Saint Peter's Square
Wednesday, 26 September 2012
Dear Brothers and Sisters in Christ,
In these months we have journeyed in the light of the word of God so as to learn to pray ever more authentically, looking at several important Old Testament figures, at the Psalms, at the Letters of St Paul and at the Book of Revelation, but, especially, at the unique and fundamental experience of Jesus in his relationship with the heavenly Father. In fact, only in Christ can a person be united to God with the depth and intimacy of a child in his relationship with a father who loves him, only in Christ can we address God in all truth, calling him affectionately, “Abba! Father!”. Like the Apostles, we too have repeated in these past few weeks and repeat to Jesus today: “Lord, teach us to pray” (Lk 11:1).
Furthermore, to learn to live more intensely our personal relationship with God, we have learned to invoke the Holy Spirit, the first gift of the Risen One to believers, because it is he who “helps us in our weakness; for we do not know how to pray as we ought” (Rom 8:26), St Paul says, and we know how right he is.
At this point, after a long series of Catecheses on prayer in Scripture, we can ask ourselves; how can I let myself be formed by the Holy Spirit and thereby become able to enter into the atmosphere of God, of prayer with God? What is this school in which he teaches me to pray, comes to help me in my attempts to speak to God correctly? The first school of prayer — as we have seen in these weeks — is the Word of God, Sacred Scripture. Sacred Scripture is an ongoing dialogue between God and man, a progressive dialogue in which God shows himself ever closer, in which we can become ever better acquainted with his face, his voice, his being; and man learns to accept to know God and to talk to God. Therefore, in these weeks, in reading Sacred Scripture we have sought to learn from Scripture, from this ongoing dialogue, how we may enter into contact with God.
However there is yet another precious “place”, another precious “source” for developing in prayer, a source of living water that is very closely related to the previous one. I am referring to the liturgy, which is a privileged context in which God speaks to each one of us, here and now, and awaits our answer.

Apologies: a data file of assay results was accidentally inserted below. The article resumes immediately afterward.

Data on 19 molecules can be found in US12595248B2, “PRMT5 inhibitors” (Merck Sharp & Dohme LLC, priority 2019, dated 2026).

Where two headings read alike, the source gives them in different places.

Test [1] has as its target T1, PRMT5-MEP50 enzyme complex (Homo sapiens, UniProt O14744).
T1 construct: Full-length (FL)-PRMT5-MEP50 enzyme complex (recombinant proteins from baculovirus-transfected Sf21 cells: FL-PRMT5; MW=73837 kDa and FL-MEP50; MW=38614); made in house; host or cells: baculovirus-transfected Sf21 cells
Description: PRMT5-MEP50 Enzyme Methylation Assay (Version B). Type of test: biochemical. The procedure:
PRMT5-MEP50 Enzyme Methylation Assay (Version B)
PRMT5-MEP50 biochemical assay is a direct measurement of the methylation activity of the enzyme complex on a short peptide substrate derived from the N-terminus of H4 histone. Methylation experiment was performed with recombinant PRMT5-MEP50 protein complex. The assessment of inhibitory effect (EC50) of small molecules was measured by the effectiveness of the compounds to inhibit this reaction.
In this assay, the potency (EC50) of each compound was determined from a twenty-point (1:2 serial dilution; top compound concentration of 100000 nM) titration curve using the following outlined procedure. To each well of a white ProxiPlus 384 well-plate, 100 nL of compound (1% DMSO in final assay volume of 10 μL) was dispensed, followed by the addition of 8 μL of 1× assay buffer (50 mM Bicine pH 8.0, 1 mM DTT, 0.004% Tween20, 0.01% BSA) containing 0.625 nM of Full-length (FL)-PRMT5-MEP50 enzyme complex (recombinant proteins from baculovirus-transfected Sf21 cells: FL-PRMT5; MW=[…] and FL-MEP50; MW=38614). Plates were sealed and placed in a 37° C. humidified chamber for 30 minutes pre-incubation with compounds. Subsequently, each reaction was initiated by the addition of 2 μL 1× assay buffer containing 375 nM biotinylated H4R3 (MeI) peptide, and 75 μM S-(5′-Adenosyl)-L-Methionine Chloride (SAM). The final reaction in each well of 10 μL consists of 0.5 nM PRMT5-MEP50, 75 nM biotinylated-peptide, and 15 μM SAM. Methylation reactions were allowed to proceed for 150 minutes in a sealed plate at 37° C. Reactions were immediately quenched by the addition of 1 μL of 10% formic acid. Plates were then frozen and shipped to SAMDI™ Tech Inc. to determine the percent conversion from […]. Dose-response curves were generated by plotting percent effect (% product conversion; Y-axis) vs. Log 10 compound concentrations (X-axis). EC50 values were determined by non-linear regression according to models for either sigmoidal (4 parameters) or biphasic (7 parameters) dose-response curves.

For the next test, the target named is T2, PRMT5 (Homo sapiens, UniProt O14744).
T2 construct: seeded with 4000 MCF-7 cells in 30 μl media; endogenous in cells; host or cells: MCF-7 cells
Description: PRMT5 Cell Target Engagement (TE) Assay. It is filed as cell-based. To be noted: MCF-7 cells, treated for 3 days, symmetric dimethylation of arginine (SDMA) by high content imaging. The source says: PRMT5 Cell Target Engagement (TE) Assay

What is the liturgy? If we open the Catechism of the Catholic Church — ever an invaluable and, I would say, indispensable aid — we can read that the word “liturgy” originally meant: a “service in the name of/on behalf of the people” (n. 1069). If Christian theology made use of this word of the Greek world, it obviously did so thinking of the new People of God born from Christ who opened his arms on the Cross to unite human beings in the peace of the one God. A “service on behalf of the people”, a people which did not exist on its own, but was formed through the Paschal Mystery of Jesus Christ. Indeed, the People of God does not exist through ties of kinship, place or country. Rather it is always born from the action of the Son of God and from the communion with the Father that he obtains for us.
The Catechism also indicates that “in Christian tradition (the word ‘liturgy’) means the participation of the People of God ‘in the work of God’” (n. 1069), because the People of God as such exists only through God’s action.
The actual development of the Second Vatican Council reminds us of this. It began its work 50 years ago with the discussion of the draft on the Sacred Liturgy, which was then solemnly promulgated on 4 December 1963, the first text that the Council approved. That the Document on the Liturgy was the first document to be promulgated by the conciliar assembly was considered by some to have happened by chance.